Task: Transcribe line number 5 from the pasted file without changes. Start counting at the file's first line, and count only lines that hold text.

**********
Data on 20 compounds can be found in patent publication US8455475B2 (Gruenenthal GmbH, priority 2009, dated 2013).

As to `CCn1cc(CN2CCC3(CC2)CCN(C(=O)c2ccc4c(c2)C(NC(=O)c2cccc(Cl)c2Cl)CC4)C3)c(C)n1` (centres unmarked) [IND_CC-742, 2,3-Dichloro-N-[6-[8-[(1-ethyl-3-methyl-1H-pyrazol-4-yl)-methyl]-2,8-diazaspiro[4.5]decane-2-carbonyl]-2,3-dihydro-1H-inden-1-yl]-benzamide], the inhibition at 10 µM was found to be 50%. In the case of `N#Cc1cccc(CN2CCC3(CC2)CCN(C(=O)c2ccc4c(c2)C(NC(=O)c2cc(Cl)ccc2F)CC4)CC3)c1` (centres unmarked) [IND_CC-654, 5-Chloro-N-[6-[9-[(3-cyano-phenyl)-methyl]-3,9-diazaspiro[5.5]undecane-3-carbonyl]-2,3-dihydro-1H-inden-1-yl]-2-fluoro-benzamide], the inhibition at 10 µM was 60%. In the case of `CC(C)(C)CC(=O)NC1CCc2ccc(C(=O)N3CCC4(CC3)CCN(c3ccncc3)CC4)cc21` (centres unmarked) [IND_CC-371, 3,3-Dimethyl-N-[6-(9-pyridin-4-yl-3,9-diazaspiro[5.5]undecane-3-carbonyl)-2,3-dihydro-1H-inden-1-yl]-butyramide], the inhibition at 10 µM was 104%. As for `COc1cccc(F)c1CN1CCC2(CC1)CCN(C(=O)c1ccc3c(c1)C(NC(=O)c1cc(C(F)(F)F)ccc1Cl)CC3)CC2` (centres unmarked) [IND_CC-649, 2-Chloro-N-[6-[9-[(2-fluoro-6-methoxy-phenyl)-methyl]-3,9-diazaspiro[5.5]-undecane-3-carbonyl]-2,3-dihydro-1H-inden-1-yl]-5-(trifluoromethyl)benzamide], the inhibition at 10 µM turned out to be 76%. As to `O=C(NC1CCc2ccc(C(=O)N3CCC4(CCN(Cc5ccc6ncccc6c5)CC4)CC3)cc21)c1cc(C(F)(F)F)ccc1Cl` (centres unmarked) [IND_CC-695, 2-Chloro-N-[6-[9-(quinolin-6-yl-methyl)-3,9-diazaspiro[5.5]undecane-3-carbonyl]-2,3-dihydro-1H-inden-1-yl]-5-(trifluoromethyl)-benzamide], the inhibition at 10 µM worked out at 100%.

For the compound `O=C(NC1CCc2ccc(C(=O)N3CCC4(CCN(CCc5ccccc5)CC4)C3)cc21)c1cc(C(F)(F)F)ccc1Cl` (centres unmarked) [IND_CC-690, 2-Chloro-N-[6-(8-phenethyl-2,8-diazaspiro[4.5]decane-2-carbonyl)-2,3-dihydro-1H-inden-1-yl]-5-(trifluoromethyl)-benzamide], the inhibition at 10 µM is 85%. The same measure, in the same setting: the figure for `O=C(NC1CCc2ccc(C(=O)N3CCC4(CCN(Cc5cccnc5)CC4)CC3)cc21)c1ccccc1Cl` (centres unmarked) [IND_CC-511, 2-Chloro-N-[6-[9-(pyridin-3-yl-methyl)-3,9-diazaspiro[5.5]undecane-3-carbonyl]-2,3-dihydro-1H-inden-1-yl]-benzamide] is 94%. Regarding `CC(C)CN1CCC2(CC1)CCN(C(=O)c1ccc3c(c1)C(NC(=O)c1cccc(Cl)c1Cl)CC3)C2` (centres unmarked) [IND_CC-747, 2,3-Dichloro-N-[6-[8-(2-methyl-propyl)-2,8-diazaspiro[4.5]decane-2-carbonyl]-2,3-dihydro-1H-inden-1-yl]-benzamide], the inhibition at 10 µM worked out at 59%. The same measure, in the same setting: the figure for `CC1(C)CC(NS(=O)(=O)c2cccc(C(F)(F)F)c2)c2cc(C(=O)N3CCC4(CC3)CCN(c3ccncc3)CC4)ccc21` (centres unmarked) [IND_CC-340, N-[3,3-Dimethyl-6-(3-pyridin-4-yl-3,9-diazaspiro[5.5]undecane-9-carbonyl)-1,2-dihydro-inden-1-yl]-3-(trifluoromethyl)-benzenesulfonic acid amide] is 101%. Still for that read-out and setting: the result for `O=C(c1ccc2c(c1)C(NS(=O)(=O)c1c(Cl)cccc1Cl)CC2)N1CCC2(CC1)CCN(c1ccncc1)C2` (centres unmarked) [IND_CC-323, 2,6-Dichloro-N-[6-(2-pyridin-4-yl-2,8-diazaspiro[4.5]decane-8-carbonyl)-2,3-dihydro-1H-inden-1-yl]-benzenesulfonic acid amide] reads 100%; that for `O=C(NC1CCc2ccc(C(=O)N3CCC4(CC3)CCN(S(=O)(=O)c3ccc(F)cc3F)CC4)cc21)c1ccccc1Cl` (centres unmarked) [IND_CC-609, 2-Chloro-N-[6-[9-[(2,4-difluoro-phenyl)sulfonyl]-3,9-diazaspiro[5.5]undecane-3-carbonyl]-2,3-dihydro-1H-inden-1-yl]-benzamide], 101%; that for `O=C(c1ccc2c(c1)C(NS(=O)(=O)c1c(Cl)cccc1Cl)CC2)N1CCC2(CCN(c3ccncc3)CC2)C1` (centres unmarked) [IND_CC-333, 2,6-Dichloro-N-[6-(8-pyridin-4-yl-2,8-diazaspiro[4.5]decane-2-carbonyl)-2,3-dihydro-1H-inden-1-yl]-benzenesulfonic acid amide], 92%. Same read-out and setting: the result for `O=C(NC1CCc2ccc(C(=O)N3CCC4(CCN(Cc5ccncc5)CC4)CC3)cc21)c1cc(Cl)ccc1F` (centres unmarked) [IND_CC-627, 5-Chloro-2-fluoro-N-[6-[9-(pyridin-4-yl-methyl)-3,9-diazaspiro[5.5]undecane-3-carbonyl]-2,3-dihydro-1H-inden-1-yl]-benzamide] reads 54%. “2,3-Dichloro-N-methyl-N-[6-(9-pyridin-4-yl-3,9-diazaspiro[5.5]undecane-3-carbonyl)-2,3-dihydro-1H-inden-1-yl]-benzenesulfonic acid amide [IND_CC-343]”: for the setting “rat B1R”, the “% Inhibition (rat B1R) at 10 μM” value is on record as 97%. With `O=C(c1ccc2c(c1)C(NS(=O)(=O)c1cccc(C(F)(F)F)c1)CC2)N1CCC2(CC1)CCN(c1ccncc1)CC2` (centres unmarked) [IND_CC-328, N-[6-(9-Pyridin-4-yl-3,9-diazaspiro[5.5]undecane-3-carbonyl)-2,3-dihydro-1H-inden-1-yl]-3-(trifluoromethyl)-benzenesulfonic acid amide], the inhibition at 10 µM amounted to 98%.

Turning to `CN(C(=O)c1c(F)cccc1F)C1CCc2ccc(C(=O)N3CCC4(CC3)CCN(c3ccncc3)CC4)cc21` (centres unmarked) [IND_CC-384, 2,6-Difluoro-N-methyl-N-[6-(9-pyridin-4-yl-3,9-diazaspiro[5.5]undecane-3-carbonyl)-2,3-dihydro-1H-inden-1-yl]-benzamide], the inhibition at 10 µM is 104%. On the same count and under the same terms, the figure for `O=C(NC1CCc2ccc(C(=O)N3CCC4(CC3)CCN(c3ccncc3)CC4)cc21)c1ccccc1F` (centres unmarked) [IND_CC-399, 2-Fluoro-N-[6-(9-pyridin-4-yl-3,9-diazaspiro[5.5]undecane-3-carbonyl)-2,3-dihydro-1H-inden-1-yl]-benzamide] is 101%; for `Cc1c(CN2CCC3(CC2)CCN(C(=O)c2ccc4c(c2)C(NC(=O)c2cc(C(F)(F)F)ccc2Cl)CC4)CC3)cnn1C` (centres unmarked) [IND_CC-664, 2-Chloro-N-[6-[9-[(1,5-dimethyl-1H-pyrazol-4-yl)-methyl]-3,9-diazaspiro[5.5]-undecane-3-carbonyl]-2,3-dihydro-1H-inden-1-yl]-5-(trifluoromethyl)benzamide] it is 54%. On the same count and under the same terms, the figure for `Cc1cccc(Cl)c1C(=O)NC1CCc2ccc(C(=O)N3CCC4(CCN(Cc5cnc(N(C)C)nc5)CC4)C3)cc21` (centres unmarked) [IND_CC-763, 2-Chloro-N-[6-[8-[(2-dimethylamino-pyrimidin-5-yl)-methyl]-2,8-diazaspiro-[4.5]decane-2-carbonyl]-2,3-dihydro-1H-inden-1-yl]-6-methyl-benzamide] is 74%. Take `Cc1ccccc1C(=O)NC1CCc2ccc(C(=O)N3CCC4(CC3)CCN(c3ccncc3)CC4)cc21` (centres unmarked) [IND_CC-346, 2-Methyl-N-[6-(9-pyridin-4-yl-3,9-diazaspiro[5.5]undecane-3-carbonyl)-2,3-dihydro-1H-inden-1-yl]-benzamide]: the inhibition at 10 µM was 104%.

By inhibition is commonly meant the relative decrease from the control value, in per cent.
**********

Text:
By inhibition is commonly meant the relative decrease from the control value, in per cent.